And so the day continues. We complete the testimonials, several educative sessions, lunch, and a demonstration of products by a number of the entrepreneurs. Before the inevitable departure, the group is given one final surprise in the form of being serenaded with several songs from Mayra, all in honor of the upcoming Mother’s Day. As I make my way back to Managua, I see that the rain has stopped, and I experience a small victory of my own by successfully boarding the right bus in the right direction. While traveling in the northern direction, I can’t help but reflect upon the day. I think it’s fair to say that the borrowers represented by today’s cross section would not be considered to be OVERTLY successful by much of the world’s standard. For the most part, they are simply owners of very small businesses trying to make it from one month to the next. Is microfinance the answers to ALL of their problems? Of course not. Is immediate radical transformation experienced following a simple training seminar? Most likely, no. But from what I’ve witnessed over the last 8 hours, I have to say that this group is certainly heading in the right direction. At some point and in some form, a positive difference is being made along the way. And for that, I also have to say that despite the afternoon showers, it’s been a pretty nice day.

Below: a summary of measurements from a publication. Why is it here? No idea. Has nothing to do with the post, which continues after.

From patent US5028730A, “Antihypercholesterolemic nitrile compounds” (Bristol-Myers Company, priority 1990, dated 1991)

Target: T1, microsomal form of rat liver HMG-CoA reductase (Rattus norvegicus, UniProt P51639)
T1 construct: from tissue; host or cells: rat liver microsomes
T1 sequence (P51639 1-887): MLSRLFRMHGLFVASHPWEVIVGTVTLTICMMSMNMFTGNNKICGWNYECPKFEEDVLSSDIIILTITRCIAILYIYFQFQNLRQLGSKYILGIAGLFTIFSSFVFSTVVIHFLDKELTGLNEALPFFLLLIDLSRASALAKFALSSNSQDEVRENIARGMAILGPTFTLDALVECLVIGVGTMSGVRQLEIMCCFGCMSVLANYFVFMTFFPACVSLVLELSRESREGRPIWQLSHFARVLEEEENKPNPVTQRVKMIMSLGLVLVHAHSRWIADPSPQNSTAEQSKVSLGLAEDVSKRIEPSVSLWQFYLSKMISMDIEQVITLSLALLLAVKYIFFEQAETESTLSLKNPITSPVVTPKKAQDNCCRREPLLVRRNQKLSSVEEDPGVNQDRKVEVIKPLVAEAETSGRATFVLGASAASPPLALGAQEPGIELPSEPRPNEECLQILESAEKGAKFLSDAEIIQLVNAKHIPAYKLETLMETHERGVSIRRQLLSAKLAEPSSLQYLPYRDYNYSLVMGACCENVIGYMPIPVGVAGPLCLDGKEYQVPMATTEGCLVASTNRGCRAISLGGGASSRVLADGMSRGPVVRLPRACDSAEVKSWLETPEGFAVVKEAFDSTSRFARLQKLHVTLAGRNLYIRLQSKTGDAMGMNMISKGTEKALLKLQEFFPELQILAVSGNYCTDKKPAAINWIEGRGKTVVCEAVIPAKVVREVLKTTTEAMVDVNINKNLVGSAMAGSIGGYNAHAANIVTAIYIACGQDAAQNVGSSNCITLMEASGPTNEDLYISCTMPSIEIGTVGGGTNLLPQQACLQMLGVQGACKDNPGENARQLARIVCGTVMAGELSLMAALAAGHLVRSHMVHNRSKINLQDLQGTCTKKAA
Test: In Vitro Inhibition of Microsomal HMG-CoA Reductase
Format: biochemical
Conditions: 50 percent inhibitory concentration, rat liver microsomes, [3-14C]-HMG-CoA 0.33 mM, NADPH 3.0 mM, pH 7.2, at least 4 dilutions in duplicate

Now…..which one is my stop??